I think that common fireworks it’s waste of money. I can understand why people buying fireworks. It’s spectacularly. But not many of people think about pollution that firework make after blowing up. Prople, just think about nature. We need to be close to her. With her.
https://www.terrapass.com/fireworks-impact-environment

I totally agree Wilh5080!

Last night I couldn’t believe what I witnessed on my street. Some lads were using fireworks as some form of ammunition, pointing them in the road causing cars to swerve and emergency stop. It was ridiculous and frightening. Thankfully, it was over really quickly and that no one was injured.
I think organised events are great. This is where you get to appreciate and enjoy them at their best and safely.

Mr David E Amphlett says:
6 April 2020

I think they are a complete waste of good money. All that money going up in smoke could have been put to better uses.

I think it is a waste of money that could be put to better use. Think of all the animals that get traumatised

fireworks are a disgrace, I feel that in this day and age only organised events should be allowed. They terrify The Elderly, Pets and Wildlife! And why are we celebrating a failed attempt to overthrow the Government after all these years anyway??

graham says:
4 November 2020

spot on there.totally agree

Catherine Sengupta says:
3 November 2020

Fireworks are an abomination. They are dangerous in the wrong hands, they are hideously noisy and intrusive. They terrify animals, small children and the vulnerable and elderly in particular. They are a pollutant in every sense. They are misused by some to terrify and frighten others so why are they tolerated?

Bonfire night is exciting for the little ones. It is part of the perpetual calendar which includes birthdays, Christmas, Easter Eggs and Halloween among other things. They, of course, look upon these things as treats and don’t draw the inferences than adults do. Thus burning Guy Fawkes has no horror, and the Easter Egg story has little to do with the religious “festival” that marks the event. The family gathering in the garden, for those that had one, was domestic and controlled and the bonfire a warm centre on a chilly evening. However, life moves on. Bonfires are not allowed in most domestic settings, fireworks are seen as dangerous out of the controlled event environment, and, indeed we are much more aware of the pollutant problem that is caused. Fireworks were always expensive and over too soon, and the fire brigade were kept busy, but somehow that was the balance that was accepted. The enjoyment of the little ones is now, probably less important than other considerations, though I hope an odd sparkler would not be frowned upon. The world has grown up and fireworks need to grow up with it. I therefore support the lack of sales outlets for domestic use and Sainsbury for leading the way. The expense of the New Year bash is money that could be spent in a better way, but the world would be a duller place without some celebration. This year firework night should be cancelled for heath reasons. In future years it should be firework night and not Guy Fawkes night. Sinner though he was, his incineration is a shame on our society and its brutal past.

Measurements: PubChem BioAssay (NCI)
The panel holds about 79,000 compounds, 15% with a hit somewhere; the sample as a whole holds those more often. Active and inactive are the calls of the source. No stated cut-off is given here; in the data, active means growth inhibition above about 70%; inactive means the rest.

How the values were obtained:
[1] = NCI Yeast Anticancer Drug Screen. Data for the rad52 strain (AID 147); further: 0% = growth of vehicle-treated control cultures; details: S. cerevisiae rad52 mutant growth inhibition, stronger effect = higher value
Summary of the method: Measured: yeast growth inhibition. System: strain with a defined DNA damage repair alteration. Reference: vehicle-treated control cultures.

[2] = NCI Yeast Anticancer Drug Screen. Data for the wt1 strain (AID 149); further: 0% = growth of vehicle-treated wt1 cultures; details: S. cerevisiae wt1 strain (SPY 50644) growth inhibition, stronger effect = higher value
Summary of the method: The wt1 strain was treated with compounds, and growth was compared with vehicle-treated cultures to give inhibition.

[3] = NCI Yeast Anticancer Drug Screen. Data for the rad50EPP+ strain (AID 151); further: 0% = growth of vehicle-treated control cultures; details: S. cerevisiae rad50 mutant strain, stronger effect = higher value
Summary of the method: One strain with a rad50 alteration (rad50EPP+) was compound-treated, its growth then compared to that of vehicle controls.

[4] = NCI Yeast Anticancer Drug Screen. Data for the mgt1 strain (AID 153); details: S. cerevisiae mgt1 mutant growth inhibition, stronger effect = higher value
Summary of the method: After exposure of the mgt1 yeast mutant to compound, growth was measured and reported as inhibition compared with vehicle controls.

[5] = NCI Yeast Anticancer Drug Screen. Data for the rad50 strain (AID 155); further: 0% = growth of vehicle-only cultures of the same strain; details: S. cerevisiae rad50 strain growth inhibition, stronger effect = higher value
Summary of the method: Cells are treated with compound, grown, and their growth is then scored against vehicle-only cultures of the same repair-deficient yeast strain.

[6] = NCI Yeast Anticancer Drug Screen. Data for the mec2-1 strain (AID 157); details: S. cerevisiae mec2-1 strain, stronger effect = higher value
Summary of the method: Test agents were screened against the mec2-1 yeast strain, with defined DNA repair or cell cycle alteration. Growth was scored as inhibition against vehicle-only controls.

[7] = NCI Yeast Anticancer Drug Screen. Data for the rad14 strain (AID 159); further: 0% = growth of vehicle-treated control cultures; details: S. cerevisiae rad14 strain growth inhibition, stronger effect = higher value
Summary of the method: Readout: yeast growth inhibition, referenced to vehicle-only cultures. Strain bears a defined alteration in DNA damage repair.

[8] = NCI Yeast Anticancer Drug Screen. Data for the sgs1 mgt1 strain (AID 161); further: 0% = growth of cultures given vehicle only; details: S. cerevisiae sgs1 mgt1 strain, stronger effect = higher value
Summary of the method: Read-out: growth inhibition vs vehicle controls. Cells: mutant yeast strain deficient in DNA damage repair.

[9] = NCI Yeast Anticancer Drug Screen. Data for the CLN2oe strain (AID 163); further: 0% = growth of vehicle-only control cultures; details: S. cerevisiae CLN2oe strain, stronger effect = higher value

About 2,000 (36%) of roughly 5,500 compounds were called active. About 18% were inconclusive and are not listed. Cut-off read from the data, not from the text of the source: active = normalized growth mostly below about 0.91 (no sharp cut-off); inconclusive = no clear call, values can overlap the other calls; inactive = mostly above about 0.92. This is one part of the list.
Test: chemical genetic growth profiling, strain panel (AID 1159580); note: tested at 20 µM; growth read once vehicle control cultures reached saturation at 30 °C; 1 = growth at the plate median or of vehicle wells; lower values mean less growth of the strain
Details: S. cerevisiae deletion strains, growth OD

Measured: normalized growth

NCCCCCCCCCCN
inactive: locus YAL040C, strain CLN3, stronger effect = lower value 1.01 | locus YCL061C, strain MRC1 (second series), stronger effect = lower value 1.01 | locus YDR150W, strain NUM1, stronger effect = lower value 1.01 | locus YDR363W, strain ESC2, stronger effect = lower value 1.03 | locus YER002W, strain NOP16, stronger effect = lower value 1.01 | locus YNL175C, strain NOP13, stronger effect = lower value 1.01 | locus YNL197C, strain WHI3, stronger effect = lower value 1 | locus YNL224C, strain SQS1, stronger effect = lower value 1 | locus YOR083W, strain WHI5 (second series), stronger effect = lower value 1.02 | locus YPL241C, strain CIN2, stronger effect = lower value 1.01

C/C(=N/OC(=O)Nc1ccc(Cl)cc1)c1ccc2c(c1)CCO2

Pete says:
3 November 2020

Maybe a curfew after all it gets dark around 5

Gill Ludlam says:
3 November 2020

Definitely the right thing to do, in my opinion. I have never liked fireworks and as a child would become hysterical and hide under the table with the terrified dog and with my fingers in my ears.

Mike P says:
4 November 2020

An excellent decision!

albert Greenway says:
4 November 2020